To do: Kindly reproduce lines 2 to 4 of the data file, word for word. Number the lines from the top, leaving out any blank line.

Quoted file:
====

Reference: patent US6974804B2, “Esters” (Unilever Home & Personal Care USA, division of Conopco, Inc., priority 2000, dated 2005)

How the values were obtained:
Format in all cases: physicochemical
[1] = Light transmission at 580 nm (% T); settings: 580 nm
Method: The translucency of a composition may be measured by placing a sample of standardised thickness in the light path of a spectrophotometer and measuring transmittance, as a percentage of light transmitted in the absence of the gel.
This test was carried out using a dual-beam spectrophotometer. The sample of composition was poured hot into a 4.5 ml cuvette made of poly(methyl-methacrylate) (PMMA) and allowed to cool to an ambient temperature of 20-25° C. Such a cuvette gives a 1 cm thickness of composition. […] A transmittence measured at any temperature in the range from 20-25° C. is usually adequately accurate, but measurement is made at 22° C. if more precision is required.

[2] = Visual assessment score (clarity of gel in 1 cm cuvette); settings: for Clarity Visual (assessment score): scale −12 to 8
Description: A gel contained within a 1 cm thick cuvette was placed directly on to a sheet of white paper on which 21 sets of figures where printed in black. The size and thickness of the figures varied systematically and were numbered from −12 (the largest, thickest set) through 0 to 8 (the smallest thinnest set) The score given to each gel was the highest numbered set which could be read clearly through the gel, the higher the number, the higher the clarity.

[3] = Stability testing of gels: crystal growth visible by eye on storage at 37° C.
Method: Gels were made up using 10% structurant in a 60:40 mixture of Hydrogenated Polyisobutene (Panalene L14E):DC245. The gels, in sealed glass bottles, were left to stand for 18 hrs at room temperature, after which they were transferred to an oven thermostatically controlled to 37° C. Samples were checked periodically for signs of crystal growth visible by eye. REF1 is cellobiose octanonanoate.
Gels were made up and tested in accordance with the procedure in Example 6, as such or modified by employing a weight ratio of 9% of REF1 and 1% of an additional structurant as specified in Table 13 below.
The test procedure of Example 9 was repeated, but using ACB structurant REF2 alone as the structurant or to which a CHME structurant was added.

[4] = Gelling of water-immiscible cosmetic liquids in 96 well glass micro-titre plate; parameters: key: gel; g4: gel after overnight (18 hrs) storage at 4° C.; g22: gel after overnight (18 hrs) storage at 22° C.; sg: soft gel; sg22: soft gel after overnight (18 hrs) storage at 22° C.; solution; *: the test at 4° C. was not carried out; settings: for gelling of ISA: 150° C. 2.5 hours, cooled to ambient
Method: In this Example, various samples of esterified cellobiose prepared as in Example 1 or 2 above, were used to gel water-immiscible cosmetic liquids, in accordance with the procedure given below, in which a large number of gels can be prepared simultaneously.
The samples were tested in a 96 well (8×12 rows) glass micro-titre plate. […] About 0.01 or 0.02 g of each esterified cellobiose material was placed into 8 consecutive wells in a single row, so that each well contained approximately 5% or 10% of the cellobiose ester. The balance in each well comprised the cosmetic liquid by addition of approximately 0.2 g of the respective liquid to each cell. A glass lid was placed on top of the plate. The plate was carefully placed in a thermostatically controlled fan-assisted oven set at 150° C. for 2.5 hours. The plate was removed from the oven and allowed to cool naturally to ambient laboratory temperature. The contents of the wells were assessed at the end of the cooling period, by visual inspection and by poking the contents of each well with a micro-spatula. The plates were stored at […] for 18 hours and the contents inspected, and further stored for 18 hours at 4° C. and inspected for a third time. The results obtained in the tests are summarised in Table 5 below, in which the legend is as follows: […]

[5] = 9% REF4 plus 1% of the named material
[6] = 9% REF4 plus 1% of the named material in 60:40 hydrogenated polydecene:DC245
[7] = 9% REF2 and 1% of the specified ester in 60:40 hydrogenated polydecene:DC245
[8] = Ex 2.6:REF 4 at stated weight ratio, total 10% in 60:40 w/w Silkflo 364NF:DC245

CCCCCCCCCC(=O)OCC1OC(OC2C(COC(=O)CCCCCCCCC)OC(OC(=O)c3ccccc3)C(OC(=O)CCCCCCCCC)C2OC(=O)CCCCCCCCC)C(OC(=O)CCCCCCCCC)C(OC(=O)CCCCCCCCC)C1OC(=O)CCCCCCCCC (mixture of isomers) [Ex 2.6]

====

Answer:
How the values were obtained:
Format in all cases: physicochemical
[1] = Light transmission at 580 nm (% T); settings: 580 nm